5 We will say that T is unramified if it the analogue of condition ( ) is satisfied for some very simple diagrams of affine T-schemes. The main result of this section (Theorem 1.6) asserts that in this case, one can deduce a version of ( ) for arbitrary T-structured -topoi. Definition 1.3. Let T be a pregeometry. We will say that T is unramified if the following condition is satisfied: for every morphism f : Y in T and every object Z T, the diagram Z Y Z induces a pullback square Z Y Y Z in Top. Y Example 1.4. Let T be a discrete pregeometry. For every object U T, the -topos U is equivalent to S. It follows that T is unramified. Example 1.5. Let T be a pregeometry. Suppose that the composite functor preserves finite products. Then T is unramified. T SpecT Top(T) Top The significance of Definition 1.3 is that it allows us to prove the following result: Theorem 1.6. Let T be an unramified pregeometry, and suppose we are given morphisms f : (Y, O Y ) (, O ) and g : (, O ) (, O ) in Top(T). Assume that f induces an effective epimorphism f O O Y. Then: (1) There exists a pullback square in Top(T). (Y, O Y ) g (Y, O Y ) f f (, O ) g (, O ) (2) The map f induces an effective epimorphism f O O Y in Str loc T (Y ). (3) The underlying diagram of -topoi Y is a pullback square in Top. Y 5

6 (4) For every geometric morphism of -topoi h : Y Z, the diagram h f g O h g O Y h f O h O Y is a pushout square in Str loc T (Z). Corollary 1.7. Let T be an pregeometry and suppose we are given maps (Y, O Y ) f (, O ) (, O ) in L Top(T) op. Assume that T is unramified and that f is a closed immersion. Then there exists a pullback square (Y, O Y ) f (, O ) (Y, O Y ) f (, O ) in L Top(T) op. Moreover, f is a closed immersion and the diagram of -topoi Y Y is a pullback square in L Top op. Proof. Combine Theorem 1.6 with Corollary T It is not difficult to reduce the general case of Theorem 1.6 to the special case in which the -topoi, Y, and are all the same. In 3 we will prove the following result: Proposition 1.8. Let be an -topos and T a pregeometry. Suppose we are given morphisms O 0 β O α O in Str loc T (). Assume that α is an effective epimorphism and that T is unramified. Then: (1) There exists a pushout square σ : O α O β O 0 α 0 O 0 in Str loc T (). (2) The map α 0 is an effective epimorphism. (3) For any geometric morphism of -topoi f : Y, the image f (σ) is a pullback square in Str loc T (Y). Let us assume Proposition 1.8 for the moment and explain how it leads to a proof of Theorem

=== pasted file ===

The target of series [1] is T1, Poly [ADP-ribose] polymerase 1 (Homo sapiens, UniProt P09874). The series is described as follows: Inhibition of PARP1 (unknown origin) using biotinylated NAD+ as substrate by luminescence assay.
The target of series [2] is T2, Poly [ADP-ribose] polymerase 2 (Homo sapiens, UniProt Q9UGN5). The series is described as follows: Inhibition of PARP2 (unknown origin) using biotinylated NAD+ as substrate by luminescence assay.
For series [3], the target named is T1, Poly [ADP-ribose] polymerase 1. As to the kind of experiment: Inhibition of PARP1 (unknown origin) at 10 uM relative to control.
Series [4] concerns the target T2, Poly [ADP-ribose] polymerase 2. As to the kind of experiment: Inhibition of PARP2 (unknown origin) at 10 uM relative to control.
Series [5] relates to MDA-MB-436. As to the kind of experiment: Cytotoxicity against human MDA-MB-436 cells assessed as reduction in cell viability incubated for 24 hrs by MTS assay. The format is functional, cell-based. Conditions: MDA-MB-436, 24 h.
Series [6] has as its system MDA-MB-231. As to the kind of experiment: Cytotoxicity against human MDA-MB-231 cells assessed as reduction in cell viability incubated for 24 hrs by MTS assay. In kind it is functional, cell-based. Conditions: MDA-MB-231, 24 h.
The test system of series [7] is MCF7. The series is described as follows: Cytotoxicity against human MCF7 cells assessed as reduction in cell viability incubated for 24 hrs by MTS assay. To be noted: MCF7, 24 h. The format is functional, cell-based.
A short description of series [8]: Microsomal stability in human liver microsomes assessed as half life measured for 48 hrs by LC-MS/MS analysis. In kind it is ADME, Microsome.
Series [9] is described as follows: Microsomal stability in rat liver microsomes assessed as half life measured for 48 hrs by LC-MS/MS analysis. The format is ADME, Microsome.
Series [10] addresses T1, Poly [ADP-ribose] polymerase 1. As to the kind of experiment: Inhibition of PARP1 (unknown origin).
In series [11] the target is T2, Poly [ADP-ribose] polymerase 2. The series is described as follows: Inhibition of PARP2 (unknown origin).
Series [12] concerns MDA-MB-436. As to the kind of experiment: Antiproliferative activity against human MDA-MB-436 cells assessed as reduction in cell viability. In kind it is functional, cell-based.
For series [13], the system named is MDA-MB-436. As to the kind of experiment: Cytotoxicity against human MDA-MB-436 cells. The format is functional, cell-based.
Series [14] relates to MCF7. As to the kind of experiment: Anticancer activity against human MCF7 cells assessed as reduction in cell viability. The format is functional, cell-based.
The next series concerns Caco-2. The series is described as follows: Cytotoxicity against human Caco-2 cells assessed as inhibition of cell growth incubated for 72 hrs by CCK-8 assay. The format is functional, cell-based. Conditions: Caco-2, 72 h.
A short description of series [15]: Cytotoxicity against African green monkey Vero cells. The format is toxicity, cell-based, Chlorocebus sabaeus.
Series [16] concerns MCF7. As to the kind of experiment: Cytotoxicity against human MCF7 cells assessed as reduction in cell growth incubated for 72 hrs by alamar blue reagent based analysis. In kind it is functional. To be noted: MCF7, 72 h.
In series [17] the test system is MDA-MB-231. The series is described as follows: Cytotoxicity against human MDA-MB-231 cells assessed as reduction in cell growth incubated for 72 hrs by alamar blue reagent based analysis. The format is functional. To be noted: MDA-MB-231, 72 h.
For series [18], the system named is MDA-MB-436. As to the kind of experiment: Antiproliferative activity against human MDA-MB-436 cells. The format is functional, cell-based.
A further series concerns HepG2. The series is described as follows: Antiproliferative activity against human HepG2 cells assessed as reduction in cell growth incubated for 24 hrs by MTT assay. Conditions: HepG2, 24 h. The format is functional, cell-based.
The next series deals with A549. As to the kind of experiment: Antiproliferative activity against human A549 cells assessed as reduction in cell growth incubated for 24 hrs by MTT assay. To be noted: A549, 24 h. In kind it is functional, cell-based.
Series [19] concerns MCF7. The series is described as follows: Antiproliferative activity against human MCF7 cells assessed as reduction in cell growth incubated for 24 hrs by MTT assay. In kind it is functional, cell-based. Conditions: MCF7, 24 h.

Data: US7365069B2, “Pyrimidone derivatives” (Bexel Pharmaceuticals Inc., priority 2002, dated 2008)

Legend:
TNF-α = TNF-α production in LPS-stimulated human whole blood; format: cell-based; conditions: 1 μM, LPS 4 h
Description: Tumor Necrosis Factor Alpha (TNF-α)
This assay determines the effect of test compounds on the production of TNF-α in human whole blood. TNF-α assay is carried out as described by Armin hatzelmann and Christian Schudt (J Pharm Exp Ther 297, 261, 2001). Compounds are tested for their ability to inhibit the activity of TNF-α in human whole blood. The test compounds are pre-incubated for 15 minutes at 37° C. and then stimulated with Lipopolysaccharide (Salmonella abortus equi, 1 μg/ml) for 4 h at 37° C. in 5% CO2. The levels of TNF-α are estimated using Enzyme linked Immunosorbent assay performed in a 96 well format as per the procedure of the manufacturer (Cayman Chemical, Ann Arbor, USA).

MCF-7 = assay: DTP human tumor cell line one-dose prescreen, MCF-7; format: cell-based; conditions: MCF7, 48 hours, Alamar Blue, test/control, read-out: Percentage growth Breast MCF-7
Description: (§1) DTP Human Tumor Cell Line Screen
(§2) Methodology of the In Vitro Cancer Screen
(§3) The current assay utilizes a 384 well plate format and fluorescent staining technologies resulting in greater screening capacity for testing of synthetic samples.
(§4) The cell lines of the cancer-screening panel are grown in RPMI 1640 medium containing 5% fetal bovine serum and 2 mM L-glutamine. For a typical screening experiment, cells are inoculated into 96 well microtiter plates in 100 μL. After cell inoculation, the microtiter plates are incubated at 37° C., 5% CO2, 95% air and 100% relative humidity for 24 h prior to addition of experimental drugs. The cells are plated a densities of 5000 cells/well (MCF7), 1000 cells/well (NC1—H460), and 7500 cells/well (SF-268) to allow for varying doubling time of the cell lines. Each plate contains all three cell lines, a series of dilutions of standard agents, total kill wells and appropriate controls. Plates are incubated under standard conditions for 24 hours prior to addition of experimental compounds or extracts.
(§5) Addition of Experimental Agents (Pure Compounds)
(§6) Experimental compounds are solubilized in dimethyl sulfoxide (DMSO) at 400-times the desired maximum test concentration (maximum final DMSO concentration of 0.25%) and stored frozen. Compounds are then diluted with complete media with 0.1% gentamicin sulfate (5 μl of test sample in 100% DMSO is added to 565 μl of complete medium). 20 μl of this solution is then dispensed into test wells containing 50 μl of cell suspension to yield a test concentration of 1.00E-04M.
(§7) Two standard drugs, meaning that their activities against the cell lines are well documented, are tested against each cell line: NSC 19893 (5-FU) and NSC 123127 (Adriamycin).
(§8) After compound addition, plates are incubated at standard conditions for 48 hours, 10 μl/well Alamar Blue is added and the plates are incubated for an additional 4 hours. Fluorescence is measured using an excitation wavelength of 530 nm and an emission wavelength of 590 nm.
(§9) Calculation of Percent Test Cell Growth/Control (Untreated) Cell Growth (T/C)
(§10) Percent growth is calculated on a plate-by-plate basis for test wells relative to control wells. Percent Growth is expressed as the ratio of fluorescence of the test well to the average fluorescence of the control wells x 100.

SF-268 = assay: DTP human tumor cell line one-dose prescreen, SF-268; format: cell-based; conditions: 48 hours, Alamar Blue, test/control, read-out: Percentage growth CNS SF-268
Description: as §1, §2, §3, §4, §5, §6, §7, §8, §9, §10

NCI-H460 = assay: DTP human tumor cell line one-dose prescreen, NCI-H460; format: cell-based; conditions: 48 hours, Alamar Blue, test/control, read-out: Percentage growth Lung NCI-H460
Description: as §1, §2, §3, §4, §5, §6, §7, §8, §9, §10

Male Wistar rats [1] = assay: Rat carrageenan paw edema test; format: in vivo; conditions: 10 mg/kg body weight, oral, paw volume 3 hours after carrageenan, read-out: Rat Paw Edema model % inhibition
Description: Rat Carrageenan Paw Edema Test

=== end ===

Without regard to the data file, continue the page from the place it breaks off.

7 Proof of Theorem 1.6. Choose a pullback diagram Y Y in L Top op. Let p : Top(T) Top be the forgetful functor. We claim that σ can be lifted to a p-limit diagram σ : (Y, O Y ) f (, O ) g (Y, O Y ) f g (, O ) in Top(T 0 ). Using Propositions T and T , it suffices to prove the existence of a pushout square τ : f g O g O Y f O β α O Y in Str loc T (Y ), such that h (τ) remains a pushout square in Str loc T (Z) for every geometric morphism h : Y Z. Proposition 1.8 guarantees the existence of τ. Using Proposition T , we conclude that σ is a pullback square in Top(T 0 ). This proves assertion (1); assertions (3) and (4) follow from the construction. Finally, (2) follows from the corresponding part of Proposition Resolutions of T-Structures Let T be a discrete pregeometry (that is, a small -category which admits finite products). By definition, the -category Str loc T (S) is the full subcategory of Fun(T, S) spanned by those functors which preserve finite products. We can therefore identify Str loc T (S) with the -category P Σ (T op ) studied in T According to Proposition T , the Yoneda embedding T op Str loc T (S) exhibits Str loc T (S) as the -category freely generated from T op by adjoining sifted colimits. In particular, every object of Str loc T (S) can be constructed from objects belonging to the essential image of j by means of sifted colimits (Lemma T ). Our goal in this section is to obtain an analogue of the results cited above, where we replace the - category S of spaces by an arbitrary -topos (and where we do not assume the pregeometry T to be discrete). Roughly speaking, we would like to say that every T-structure on can be resolved by T- structures which are of a particularly simple type (namely, which are elementary in the sense of Definition 2.6). The basic idea is simple: if O Str loc T (), then every global section of O() (where is an object of T) determines a free T-structure on equipped with a map to O. Unfortunately, these maps do not generally give us enough information to recover O, because the objects O(U) generally need not admit many global sections. Consequently, we will not be able to describe O as a colimit of objects of Str T (). We can remedy the situation by considering not only global sections of O, but also local sections over each object. Every map U O() determines a free T-structure on the -topos /U, and a map from this free T-structure to the restriction O U. We will show that O can always be recovered as a relative colimit of these types of maps. To make this idea precise, we need to introduce a bit of terminology. Notation 2.1. Let T be a pregeometry and an -topos. We let Str T () denote the full subcategory of Fun(T, Fun( 1, )) Fun(T,Fun({1},)) 7